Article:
Rajghat becomes de riguer for VIPs | delhi | Hindustan Times
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Rajghat becomes de riguer for VIPs

delhi Updated: Nov 08, 2010 00:34 IST
Nivedita Khandekar
Nivedita Khandekar
Hindustan Times
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It is a simple square platform in black marble with an eternal flame burning on the eastern side with low stonewall on all sides. There are hanging creepers on the inside and lush green tapering lawn dotted with trees outside the memorial.

US President Barack Obama is scheduled to visit this sprawling place, Raj Ghat, on Monday morning. The memorial in the capital is the most famous placed associated with Mahatma Gandhi who was cremated here in 1948.

The President is also likely to be taken to read the 'Seven Social Sins' inscribed in black on red sand stonewall nearby. When he visits Raj Ghat on Monday morning, Obama would be the third US President after Bill Clinton (in 2000) and George Bush Jr (in 2006) to visit the memorial in a decade.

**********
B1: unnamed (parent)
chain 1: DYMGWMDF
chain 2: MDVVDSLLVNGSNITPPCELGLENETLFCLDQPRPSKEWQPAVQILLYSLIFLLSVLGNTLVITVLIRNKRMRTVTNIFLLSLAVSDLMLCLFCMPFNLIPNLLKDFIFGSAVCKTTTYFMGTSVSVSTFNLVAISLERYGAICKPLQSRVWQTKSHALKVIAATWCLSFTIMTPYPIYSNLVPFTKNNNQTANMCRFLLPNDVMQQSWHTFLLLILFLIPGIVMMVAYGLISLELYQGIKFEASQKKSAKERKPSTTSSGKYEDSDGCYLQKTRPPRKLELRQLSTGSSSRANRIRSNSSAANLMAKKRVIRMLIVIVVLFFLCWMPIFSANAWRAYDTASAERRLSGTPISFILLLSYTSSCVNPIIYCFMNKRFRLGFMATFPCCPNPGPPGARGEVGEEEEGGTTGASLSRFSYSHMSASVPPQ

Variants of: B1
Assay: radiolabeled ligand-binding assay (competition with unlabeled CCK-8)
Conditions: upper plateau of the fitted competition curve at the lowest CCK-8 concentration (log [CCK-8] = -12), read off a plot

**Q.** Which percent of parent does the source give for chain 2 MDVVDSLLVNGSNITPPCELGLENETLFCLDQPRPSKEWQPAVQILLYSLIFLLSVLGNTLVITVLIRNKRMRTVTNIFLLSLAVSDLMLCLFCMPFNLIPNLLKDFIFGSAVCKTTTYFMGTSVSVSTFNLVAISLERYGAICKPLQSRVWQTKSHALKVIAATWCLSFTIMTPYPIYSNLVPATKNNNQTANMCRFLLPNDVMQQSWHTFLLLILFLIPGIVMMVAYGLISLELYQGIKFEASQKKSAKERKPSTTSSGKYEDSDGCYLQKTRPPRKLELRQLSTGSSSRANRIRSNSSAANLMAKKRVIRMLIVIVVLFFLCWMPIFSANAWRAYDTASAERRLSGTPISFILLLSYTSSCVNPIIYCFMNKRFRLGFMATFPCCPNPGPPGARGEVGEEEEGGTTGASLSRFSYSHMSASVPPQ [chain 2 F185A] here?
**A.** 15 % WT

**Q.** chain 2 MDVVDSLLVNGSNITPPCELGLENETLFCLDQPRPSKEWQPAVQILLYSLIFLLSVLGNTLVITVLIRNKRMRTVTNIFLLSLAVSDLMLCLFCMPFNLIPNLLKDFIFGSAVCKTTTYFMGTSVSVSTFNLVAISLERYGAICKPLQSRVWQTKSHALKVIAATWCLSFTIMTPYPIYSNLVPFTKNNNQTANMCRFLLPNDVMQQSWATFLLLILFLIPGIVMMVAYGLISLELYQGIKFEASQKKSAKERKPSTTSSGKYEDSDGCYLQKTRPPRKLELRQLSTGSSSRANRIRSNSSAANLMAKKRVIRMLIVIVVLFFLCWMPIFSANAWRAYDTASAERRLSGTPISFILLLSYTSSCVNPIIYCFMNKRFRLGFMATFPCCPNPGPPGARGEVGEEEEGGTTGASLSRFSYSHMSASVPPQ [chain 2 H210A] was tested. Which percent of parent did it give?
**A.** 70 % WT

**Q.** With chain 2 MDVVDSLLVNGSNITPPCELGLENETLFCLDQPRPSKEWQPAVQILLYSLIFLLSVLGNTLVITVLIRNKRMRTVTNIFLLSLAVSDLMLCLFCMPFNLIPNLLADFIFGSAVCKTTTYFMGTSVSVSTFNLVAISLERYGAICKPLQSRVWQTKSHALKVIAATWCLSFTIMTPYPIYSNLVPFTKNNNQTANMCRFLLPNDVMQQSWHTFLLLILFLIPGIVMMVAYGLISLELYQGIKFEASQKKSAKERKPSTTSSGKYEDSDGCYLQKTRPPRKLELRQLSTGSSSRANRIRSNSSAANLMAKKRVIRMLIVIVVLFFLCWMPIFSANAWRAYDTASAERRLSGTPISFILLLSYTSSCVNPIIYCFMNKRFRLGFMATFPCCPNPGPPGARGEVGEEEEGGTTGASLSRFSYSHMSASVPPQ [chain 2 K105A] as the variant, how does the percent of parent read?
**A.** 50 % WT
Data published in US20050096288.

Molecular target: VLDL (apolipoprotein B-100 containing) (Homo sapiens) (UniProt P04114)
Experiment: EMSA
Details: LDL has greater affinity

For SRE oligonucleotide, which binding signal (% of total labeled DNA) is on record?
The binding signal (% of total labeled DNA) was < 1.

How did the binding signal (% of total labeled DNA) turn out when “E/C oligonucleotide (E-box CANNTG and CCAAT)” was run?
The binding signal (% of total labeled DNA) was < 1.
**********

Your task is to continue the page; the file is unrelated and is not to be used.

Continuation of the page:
In the last few years, the foreign dignitaries who have visited the memorial are former Prime Minister of Israel Ariel Sharon, France's President Nicolas Sarkozy, British Premier Gordon Brown and China's Hu Jintao.

Of late, it has become almost customary for visiting dignitaries and heads of states to pay their respects at this memorial on the western bank of river Yamuna. This is apart from the average 10,000 tourists, including around 1,500 foreigners, visiting the memorial everyday.

Said Anupam Mishra, renowned Gandhian and editor of 'Gandhi Marg', "Gandhiji emphasised on reconstruction and self-reliance. He spent less time in Delhi and travelled more in rural India. As per the Indian tradition, one can feel the vibes of the person at the place he was cremated. (So), it becomes an important destination."

However, Mishra is sceptical about one thing. "There is a lot of difference between visiting the place, saying something about Gandhiji and actually practising his ideals. Obama is going to visit the last resting place of the apostle of peace with a nuclear button in his pocket, already full with commercial deals signed at Mumbai."